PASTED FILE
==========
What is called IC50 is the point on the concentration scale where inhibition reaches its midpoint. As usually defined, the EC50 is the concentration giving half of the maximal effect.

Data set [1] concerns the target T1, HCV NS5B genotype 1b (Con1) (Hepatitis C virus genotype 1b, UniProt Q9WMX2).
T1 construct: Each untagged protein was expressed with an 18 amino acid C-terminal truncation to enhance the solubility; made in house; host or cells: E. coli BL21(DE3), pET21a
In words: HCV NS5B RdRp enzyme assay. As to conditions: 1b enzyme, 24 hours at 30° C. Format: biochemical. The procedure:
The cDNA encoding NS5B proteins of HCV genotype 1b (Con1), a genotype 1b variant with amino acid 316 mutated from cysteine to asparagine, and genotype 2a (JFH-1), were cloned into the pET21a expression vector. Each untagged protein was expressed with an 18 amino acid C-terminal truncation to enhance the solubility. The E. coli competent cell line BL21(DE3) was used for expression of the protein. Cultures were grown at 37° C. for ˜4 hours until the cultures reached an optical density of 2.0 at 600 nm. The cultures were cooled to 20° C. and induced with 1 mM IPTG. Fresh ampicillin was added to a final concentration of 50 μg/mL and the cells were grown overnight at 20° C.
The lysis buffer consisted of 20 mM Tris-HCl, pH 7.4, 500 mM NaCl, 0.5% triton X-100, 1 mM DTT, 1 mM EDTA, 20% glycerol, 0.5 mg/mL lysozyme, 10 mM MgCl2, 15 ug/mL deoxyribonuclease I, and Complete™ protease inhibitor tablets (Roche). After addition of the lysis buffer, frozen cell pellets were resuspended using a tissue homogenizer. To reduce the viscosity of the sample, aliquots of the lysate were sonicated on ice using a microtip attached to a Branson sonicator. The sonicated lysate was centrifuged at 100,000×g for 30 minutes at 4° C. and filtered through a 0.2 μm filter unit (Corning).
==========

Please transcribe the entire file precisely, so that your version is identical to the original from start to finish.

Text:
What is called IC50 is the point on the concentration scale where inhibition reaches its midpoint. As usually defined, the EC50 is the concentration giving half of the maximal effect.

Data set [1] concerns the target T1, HCV NS5B genotype 1b (Con1) (Hepatitis C virus genotype 1b, UniProt Q9WMX2).
T1 construct: Each untagged protein was expressed with an 18 amino acid C-terminal truncation to enhance the solubility; made in house; host or cells: E. coli BL21(DE3), pET21a
In words: HCV NS5B RdRp enzyme assay. As to conditions: 1b enzyme, 24 hours at 30° C. Format: biochemical. The procedure:
The cDNA encoding NS5B proteins of HCV genotype 1b (Con1), a genotype 1b variant with amino acid 316 mutated from cysteine to asparagine, and genotype 2a (JFH-1), were cloned into the pET21a expression vector. Each untagged protein was expressed with an 18 amino acid C-terminal truncation to enhance the solubility. The E. coli competent cell line BL21(DE3) was used for expression of the protein. Cultures were grown at 37° C. for ˜4 hours until the cultures reached an optical density of 2.0 at 600 nm. The cultures were cooled to 20° C. and induced with 1 mM IPTG. Fresh ampicillin was added to a final concentration of 50 μg/mL and the cells were grown overnight at 20° C.
The lysis buffer consisted of 20 mM Tris-HCl, pH 7.4, 500 mM NaCl, 0.5% triton X-100, 1 mM DTT, 1 mM EDTA, 20% glycerol, 0.5 mg/mL lysozyme, 10 mM MgCl2, 15 ug/mL deoxyribonuclease I, and Complete™ protease inhibitor tablets (Roche). After addition of the lysis buffer, frozen cell pellets were resuspended using a tissue homogenizer. To reduce the viscosity of the sample, aliquots of the lysate were sonicated on ice using a microtip attached to a Branson sonicator. The sonicated lysate was centrifuged at 100,000×g for 30 minutes at 4° C. and filtered through a 0.2 μm filter unit (Corning).